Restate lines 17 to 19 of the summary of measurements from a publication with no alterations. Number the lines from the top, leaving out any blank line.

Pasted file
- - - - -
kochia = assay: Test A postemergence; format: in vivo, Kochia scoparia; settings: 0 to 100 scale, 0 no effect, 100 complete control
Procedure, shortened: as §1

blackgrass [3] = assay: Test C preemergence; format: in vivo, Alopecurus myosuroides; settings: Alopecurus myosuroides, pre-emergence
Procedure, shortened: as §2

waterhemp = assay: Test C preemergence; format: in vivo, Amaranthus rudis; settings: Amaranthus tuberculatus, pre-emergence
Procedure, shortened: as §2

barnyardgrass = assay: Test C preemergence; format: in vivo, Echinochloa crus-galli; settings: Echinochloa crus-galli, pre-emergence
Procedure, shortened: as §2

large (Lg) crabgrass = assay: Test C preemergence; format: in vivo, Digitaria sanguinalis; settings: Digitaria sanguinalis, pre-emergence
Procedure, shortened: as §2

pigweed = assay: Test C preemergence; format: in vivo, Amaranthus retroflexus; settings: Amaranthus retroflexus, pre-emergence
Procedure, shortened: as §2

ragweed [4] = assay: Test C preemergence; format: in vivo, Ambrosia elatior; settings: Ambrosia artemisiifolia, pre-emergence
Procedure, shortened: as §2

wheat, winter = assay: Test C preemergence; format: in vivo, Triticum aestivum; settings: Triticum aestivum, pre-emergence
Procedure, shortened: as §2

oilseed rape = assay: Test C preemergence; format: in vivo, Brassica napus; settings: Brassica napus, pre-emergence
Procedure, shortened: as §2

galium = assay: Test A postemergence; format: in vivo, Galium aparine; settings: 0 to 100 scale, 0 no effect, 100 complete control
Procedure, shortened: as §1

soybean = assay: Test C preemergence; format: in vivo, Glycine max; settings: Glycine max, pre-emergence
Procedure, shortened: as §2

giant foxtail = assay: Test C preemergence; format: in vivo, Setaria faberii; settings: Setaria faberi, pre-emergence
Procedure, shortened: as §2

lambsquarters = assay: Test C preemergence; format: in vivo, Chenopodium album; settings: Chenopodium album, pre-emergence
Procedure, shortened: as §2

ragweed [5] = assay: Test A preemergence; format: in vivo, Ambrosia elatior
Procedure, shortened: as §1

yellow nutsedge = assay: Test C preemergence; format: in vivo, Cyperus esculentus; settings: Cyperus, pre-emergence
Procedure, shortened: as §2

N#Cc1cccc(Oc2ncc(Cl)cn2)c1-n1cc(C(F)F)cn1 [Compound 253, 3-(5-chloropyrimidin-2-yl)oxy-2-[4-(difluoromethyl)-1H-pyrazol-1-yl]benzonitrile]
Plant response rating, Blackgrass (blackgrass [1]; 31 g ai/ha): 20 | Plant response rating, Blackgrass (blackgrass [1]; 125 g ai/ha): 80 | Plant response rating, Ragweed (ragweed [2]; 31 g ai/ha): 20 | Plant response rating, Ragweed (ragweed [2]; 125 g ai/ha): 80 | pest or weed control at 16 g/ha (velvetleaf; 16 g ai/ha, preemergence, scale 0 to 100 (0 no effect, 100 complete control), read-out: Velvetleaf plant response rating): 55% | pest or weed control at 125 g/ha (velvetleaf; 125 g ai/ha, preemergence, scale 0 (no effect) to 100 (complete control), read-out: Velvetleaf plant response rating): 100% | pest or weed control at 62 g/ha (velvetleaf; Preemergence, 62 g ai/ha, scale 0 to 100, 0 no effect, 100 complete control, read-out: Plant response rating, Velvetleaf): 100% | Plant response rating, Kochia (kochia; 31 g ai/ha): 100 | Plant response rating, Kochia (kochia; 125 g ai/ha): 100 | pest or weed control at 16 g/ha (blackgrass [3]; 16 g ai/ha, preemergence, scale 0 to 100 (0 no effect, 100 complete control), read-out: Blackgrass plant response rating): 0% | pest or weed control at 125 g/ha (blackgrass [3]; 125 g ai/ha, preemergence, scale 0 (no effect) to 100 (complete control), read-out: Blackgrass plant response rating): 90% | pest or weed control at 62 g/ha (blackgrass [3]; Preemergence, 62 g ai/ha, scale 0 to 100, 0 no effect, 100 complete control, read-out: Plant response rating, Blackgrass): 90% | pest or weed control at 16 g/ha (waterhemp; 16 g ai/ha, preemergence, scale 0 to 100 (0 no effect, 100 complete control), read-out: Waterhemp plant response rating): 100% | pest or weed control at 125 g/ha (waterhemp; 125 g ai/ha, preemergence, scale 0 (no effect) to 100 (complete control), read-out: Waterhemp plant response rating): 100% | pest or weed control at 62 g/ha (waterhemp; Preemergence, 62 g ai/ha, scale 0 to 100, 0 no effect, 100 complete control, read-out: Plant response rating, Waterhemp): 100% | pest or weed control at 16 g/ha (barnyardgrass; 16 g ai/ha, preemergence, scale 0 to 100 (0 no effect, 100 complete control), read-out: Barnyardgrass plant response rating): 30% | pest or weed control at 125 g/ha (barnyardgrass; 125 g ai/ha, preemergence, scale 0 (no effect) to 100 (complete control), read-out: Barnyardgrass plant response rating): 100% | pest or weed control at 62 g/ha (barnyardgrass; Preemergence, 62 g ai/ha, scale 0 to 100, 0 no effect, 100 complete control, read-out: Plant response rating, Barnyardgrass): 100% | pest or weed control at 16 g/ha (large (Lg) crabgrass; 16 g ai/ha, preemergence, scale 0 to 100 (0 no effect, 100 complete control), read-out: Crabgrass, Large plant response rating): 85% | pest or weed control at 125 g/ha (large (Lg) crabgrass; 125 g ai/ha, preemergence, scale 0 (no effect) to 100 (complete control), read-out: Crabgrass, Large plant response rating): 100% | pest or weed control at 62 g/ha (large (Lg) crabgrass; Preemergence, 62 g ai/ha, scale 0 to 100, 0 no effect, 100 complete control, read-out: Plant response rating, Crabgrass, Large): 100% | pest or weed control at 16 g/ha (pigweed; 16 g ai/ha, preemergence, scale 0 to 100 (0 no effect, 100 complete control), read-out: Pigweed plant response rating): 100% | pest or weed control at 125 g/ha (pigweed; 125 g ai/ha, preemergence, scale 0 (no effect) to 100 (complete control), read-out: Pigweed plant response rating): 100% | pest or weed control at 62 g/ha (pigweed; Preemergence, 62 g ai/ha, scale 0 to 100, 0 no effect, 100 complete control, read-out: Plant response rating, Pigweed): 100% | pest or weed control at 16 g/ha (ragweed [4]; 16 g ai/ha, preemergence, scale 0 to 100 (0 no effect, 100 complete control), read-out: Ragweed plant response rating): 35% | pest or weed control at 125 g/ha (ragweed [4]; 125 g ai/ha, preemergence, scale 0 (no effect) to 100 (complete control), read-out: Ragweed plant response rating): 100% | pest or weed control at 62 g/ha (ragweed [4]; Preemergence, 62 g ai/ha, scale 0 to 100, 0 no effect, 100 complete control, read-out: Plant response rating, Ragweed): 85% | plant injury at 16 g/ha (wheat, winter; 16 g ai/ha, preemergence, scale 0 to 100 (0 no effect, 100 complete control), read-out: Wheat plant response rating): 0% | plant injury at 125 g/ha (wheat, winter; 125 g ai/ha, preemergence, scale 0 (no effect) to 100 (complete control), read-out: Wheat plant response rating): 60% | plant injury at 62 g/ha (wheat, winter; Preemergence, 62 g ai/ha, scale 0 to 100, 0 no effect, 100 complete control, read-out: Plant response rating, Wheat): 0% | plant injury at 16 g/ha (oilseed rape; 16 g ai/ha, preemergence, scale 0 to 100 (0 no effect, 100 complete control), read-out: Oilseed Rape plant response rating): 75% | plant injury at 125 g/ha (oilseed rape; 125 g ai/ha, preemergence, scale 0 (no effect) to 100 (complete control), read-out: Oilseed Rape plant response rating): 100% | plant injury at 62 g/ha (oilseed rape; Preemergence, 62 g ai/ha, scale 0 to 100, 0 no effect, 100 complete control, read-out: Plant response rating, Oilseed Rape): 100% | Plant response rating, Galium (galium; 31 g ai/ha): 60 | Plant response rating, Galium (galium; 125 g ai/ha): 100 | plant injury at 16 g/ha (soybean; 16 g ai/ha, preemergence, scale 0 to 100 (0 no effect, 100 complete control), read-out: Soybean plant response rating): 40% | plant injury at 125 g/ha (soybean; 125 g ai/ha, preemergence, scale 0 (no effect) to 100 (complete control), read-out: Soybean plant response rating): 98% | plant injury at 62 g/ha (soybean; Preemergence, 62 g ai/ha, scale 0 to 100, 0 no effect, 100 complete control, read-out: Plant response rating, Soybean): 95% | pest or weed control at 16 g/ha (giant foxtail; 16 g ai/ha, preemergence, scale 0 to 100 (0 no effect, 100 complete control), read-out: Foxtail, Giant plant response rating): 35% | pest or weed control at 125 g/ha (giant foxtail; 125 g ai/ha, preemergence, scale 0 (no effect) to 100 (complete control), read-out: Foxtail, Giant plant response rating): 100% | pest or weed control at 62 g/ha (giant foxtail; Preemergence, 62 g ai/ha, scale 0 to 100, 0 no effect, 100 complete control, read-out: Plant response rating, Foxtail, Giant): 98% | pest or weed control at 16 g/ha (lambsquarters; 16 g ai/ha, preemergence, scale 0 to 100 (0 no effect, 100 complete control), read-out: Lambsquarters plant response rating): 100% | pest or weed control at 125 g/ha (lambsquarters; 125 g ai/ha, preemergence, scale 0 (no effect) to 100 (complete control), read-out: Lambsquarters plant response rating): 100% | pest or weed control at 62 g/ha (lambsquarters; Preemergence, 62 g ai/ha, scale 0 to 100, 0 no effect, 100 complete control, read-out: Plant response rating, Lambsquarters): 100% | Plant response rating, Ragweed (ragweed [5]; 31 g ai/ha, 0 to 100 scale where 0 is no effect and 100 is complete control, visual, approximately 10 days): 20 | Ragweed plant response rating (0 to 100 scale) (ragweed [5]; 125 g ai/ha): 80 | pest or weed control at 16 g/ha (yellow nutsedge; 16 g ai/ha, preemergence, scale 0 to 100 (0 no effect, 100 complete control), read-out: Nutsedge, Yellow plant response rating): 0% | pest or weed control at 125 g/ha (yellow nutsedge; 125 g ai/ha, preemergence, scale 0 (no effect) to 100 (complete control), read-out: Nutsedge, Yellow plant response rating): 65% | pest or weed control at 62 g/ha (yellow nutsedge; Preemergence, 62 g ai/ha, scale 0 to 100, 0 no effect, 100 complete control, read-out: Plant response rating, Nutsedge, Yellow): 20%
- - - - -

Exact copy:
oilseed rape = assay: Test C preemergence; format: in vivo, Brassica napus; settings: Brassica napus, pre-emergence
Procedure, shortened: as §2

galium = assay: Test A postemergence; format: in vivo, Galium aparine; settings: 0 to 100 scale, 0 no effect, 100 complete control